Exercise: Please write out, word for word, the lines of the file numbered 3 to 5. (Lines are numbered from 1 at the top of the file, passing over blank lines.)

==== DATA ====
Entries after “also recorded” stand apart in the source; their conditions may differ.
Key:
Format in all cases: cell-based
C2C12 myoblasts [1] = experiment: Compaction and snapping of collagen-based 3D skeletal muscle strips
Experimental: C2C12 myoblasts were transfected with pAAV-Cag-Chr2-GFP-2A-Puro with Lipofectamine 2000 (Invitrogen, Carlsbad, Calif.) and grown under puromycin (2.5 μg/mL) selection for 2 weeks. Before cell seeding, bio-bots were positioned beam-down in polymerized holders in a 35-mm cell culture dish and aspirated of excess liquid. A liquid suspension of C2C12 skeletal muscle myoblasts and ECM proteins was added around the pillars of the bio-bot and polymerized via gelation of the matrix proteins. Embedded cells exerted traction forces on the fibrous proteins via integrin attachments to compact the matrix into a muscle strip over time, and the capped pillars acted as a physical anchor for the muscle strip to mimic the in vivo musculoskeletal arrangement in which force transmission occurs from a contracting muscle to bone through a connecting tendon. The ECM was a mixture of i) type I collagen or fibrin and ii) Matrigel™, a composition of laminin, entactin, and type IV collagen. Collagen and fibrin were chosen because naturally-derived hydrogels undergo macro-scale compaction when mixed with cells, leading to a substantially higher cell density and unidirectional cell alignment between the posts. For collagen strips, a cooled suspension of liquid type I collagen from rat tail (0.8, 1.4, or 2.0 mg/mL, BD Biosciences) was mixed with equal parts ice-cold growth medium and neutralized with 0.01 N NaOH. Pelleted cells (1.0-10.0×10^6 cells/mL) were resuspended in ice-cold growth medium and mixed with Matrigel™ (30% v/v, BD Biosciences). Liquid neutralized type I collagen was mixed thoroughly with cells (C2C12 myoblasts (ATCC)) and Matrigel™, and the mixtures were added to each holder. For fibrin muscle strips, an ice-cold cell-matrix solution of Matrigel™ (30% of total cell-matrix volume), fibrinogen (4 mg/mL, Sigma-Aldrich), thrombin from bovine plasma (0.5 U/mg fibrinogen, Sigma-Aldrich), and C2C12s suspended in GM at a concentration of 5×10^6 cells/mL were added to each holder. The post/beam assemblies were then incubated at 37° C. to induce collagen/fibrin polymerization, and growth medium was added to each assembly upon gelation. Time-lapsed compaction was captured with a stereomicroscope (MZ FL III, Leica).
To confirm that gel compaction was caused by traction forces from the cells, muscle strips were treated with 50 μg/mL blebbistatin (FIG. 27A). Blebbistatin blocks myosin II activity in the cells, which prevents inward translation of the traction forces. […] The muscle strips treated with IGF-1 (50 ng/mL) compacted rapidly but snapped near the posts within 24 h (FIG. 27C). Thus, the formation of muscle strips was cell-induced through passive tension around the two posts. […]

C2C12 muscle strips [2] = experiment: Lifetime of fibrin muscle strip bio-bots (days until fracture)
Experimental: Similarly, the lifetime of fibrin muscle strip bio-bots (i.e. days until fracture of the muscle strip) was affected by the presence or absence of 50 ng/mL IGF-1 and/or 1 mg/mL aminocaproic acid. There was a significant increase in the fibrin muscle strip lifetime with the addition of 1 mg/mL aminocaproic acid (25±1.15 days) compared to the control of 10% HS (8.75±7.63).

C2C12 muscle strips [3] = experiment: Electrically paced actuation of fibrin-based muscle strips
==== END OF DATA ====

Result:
Format in all cases: cell-based
C2C12 myoblasts [1] = experiment: Compaction and snapping of collagen-based 3D skeletal muscle strips
Experimental: C2C12 myoblasts were transfected with pAAV-Cag-Chr2-GFP-2A-Puro with Lipofectamine 2000 (Invitrogen, Carlsbad, Calif.) and grown under puromycin (2.5 μg/mL) selection for 2 weeks. Before cell seeding, bio-bots were positioned beam-down in polymerized holders in a 35-mm cell culture dish and aspirated of excess liquid. A liquid suspension of C2C12 skeletal muscle myoblasts and ECM proteins was added around the pillars of the bio-bot and polymerized via gelation of the matrix proteins. Embedded cells exerted traction forces on the fibrous proteins via integrin attachments to compact the matrix into a muscle strip over time, and the capped pillars acted as a physical anchor for the muscle strip to mimic the in vivo musculoskeletal arrangement in which force transmission occurs from a contracting muscle to bone through a connecting tendon. The ECM was a mixture of i) type I collagen or fibrin and ii) Matrigel™, a composition of laminin, entactin, and type IV collagen. Collagen and fibrin were chosen because naturally-derived hydrogels undergo macro-scale compaction when mixed with cells, leading to a substantially higher cell density and unidirectional cell alignment between the posts. For collagen strips, a cooled suspension of liquid type I collagen from rat tail (0.8, 1.4, or 2.0 mg/mL, BD Biosciences) was mixed with equal parts ice-cold growth medium and neutralized with 0.01 N NaOH. Pelleted cells (1.0-10.0×10^6 cells/mL) were resuspended in ice-cold growth medium and mixed with Matrigel™ (30% v/v, BD Biosciences). Liquid neutralized type I collagen was mixed thoroughly with cells (C2C12 myoblasts (ATCC)) and Matrigel™, and the mixtures were added to each holder. For fibrin muscle strips, an ice-cold cell-matrix solution of Matrigel™ (30% of total cell-matrix volume), fibrinogen (4 mg/mL, Sigma-Aldrich), thrombin from bovine plasma (0.5 U/mg fibrinogen, Sigma-Aldrich), and C2C12s suspended in GM at a concentration of 5×10^6 cells/mL were added to each holder. The post/beam assemblies were then incubated at 37° C. to induce collagen/fibrin polymerization, and growth medium was added to each assembly upon gelation. Time-lapsed compaction was captured with a stereomicroscope (MZ FL III, Leica).